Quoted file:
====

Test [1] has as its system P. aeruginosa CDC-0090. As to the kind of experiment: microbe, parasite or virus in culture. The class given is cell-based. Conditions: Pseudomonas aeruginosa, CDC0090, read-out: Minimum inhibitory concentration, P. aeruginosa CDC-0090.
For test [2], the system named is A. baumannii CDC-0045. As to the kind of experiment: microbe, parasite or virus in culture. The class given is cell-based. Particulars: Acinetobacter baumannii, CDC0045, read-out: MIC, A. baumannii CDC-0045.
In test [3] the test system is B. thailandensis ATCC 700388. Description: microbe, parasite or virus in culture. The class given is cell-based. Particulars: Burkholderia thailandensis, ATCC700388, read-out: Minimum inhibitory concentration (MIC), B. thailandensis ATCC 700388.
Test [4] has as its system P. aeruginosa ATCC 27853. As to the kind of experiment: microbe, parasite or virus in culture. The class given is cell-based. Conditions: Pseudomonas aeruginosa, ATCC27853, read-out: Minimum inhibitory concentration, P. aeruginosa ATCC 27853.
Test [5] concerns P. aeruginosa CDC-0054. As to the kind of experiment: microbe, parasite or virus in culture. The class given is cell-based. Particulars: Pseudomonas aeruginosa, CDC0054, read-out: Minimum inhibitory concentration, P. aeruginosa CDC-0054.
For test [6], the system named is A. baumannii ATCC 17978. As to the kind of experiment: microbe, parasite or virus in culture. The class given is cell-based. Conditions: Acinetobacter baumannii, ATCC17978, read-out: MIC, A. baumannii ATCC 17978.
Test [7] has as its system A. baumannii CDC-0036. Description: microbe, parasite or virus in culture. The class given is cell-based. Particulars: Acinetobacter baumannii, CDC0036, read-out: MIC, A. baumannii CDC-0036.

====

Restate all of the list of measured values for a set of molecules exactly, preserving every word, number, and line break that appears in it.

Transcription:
Test [1] has as its system P. aeruginosa CDC-0090. As to the kind of experiment: microbe, parasite or virus in culture. The class given is cell-based. Conditions: Pseudomonas aeruginosa, CDC0090, read-out: Minimum inhibitory concentration, P. aeruginosa CDC-0090.
For test [2], the system named is A. baumannii CDC-0045. As to the kind of experiment: microbe, parasite or virus in culture. The class given is cell-based. Particulars: Acinetobacter baumannii, CDC0045, read-out: MIC, A. baumannii CDC-0045.
In test [3] the test system is B. thailandensis ATCC 700388. Description: microbe, parasite or virus in culture. The class given is cell-based. Particulars: Burkholderia thailandensis, ATCC700388, read-out: Minimum inhibitory concentration (MIC), B. thailandensis ATCC 700388.
Test [4] has as its system P. aeruginosa ATCC 27853. As to the kind of experiment: microbe, parasite or virus in culture. The class given is cell-based. Conditions: Pseudomonas aeruginosa, ATCC27853, read-out: Minimum inhibitory concentration, P. aeruginosa ATCC 27853.
Test [5] concerns P. aeruginosa CDC-0054. As to the kind of experiment: microbe, parasite or virus in culture. The class given is cell-based. Particulars: Pseudomonas aeruginosa, CDC0054, read-out: Minimum inhibitory concentration, P. aeruginosa CDC-0054.
For test [6], the system named is A. baumannii ATCC 17978. As to the kind of experiment: microbe, parasite or virus in culture. The class given is cell-based. Conditions: Acinetobacter baumannii, ATCC17978, read-out: MIC, A. baumannii ATCC 17978.
Test [7] has as its system A. baumannii CDC-0036. Description: microbe, parasite or virus in culture. The class given is cell-based. Particulars: Acinetobacter baumannii, CDC0036, read-out: MIC, A. baumannii CDC-0036.